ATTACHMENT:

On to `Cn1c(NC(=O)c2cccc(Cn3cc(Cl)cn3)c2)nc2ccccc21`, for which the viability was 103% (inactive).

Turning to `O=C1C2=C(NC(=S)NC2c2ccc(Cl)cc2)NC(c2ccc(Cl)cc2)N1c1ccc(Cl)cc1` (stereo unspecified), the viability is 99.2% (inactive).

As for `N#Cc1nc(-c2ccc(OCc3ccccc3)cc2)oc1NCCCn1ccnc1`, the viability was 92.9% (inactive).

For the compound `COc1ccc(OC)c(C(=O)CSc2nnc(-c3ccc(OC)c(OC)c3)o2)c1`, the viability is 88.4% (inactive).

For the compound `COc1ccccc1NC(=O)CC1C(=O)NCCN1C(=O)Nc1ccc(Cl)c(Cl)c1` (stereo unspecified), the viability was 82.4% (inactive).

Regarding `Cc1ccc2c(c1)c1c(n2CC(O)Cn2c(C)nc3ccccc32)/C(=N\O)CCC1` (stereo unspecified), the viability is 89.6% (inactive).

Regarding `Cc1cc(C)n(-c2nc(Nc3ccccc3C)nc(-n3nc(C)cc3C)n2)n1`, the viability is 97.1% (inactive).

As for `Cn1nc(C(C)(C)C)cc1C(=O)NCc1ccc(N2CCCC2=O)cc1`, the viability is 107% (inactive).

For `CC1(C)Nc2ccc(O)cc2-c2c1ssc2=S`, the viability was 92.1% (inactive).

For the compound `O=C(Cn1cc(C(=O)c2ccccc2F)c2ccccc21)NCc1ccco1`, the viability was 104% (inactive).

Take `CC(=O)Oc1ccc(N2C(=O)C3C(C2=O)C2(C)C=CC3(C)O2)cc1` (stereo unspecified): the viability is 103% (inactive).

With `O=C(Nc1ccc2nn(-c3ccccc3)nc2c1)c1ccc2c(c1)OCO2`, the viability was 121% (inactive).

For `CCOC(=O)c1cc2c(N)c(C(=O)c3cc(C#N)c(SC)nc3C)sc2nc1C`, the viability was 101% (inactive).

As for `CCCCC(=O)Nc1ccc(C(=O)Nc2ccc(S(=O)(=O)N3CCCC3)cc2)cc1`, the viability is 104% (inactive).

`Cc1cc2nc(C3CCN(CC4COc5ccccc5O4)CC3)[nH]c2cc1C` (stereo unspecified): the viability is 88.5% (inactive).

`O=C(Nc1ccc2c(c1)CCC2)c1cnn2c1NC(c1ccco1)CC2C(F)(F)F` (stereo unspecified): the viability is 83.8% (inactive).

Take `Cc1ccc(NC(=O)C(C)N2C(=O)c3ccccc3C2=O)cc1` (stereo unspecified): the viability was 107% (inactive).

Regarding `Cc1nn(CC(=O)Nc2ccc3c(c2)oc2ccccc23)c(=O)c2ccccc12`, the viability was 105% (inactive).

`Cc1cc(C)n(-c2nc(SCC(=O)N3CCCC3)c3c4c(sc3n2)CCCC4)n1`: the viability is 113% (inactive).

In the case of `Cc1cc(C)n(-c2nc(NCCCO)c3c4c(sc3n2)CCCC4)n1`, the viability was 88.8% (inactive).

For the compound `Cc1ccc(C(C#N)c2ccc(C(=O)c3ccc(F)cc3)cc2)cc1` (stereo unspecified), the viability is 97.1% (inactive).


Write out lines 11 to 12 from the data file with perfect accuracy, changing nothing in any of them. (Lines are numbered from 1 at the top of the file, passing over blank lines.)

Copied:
Take `CC(=O)Oc1ccc(N2C(=O)C3C(C2=O)C2(C)C=CC3(C)O2)cc1` (stereo unspecified): the viability is 103% (inactive).

With `O=C(Nc1ccc2nn(-c3ccccc3)nc2c1)c1ccc2c(c1)OCO2`, the viability was 121% (inactive).